“Jake is just making it up as he goes along.” – Max
“He’s done it before…” Billy.
In The Other Side of the Wind, this exchange is said as a criticism of Welles’ character, but of course the truth is that all stories are made up as they go along.
With The Other Side of the Wind, the final film from legendary director Orson Welles, now streaming on Netflix, we actually get two final Welles films for the price of one: the main narrative, which tells the story of the last night in the life of a legendary film director and a screening of his final film, and the footage of that film – the film within a film, a study of sex and desire. The parallels are obvious enough to be written in neon.
Welles’ rise to fame hardly needs repeating, and his crushing rejection by Hollywood on productions such as The Magnificent Ambersons and Touch of Evil is still a bitter pill to swallow.
In 1970, after years spent working in exile in Europe, Welles returned to Hollywood and gradually put together the pieces to make his next movie. Pieces is the operative word, as The Other Side of the Wind would be made like a jigsaw, finding money to film here and there, shooting when and where he could, the only man with a true sense of the story leading a rag-tag team of acolyte filmmakers who would work themselves to the bone to realise his vision, for six long years.
Funding to complete it fell apart, not least because of the Iranian revolution, as one of the producers was the brother-in-law of the Shah of Iran, who saw his assets seized, including the existing footage of this film. If Welles had a history of using smoke and mirrors to represent his life and career, this was one moment even he might not have been able to conjure up.
Sadly, Welles would never complete an edit of The Other Side of the Wind, and the film seeped into legend as one of cinema’s great lost productions.
Thankfully, the film was finished in 2018 after a high-profile crowdfunding campaign and a hefty influx of cash from Netflix, by a team including Frank Marshall, producer of countless blockbusters including Raiders of the Lost Ark, whose early Hollywood career saw him working as a production assistant for Welles (he can also be seen in this movie, as part of the documentary camera crew, following Welles’ alter ego, Jake Hannaford, as played by John Houston). The team completed the film using an existing rough cut and Welles’ copious notes to get as close as possible to Welles’ intentions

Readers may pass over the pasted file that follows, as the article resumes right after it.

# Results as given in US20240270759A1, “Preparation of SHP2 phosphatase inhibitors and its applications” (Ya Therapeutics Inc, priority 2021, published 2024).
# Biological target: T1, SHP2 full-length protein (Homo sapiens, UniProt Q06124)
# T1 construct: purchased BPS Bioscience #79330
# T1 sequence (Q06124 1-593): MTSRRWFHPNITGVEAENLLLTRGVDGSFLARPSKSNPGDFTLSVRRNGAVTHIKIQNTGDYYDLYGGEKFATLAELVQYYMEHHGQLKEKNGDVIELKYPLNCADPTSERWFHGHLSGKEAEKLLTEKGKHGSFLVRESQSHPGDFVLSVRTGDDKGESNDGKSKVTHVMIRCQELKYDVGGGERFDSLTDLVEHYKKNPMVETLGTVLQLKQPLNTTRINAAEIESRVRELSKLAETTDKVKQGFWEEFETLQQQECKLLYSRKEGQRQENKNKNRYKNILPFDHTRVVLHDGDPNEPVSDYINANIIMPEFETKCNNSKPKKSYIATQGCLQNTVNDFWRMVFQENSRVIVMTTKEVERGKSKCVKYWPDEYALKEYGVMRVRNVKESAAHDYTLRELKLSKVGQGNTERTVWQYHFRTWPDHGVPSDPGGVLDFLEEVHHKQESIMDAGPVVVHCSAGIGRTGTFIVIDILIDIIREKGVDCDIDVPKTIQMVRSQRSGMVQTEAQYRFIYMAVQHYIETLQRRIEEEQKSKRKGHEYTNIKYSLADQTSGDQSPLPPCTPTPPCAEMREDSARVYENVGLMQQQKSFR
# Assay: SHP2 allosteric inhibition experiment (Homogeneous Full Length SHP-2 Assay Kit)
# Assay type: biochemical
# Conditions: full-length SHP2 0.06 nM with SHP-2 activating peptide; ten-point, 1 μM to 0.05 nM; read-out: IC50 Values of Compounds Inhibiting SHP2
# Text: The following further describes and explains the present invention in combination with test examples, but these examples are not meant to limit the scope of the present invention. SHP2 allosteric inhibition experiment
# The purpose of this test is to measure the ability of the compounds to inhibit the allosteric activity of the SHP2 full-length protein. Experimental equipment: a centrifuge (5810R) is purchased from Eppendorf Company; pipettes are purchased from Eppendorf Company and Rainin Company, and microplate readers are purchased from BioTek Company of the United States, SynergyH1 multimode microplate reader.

The completed film has a lot to say: it is, of course, also about the passing of the Hollywood old guard to the new Hollywood, as visualised perfectly in Peter Biskind’s book, Easy Riders, Raging Bulls and represented here by Peter Bogdanovich, clearly flagged up in the scene between his Brooks Otterlake and Tonio Selwart, as The Baron, and in Otterlake’s relationship with Hannaford, and how that passing of the torch is reflected in their friendship and the betrayal of that friendship (which also comments on Bogdanovich and his real-life relationship with Welles).
The Other Side of the Wind is seeped in the very DNA of Hollywood, drenched in the process of filmmaking, in the selfish, obsessive nature of the creative drive (and therefore of the creators), and as much about film itself as anything else, reflected even in the nature of its completion.
While it’s self-referential, autobiographical and, yes, masturbatory, The Other Side of the Wind is also fascinating and frustrating (the array of underdeveloped characters flag up the film’s fractured development), while its very presence is a cause for celebration. The film’s content and form are as much of their time as they are as fresh as anything to grace a screen this year – the film within a film is ravishing and vivid, astonishingly sexy and unlike anything else Welles created (the sex scene in the car is beyond breathtaking). Full of Welles’ trademark sly humour and questing, experimental nature, it’s as far from the work of an ageing talent as it’s possible to be, and instead reinforces Welles’ genius.
Falling somewhere between a confessional and a documentary, the film has now become inseparable from its myth, and perhaps cannot be fairly judged on its own terms. But we’re still judging Welles by many of the myths he created around himself, so this seems perfectly apt for the director’s final work, as a comment on both the man, his life and his body of work.
“Almost every kind of story is a lie… except this time”.
Welles once said that on camera, in F for Fake. That’s also a lie, particularly when it comes to The Other Side of the Wind.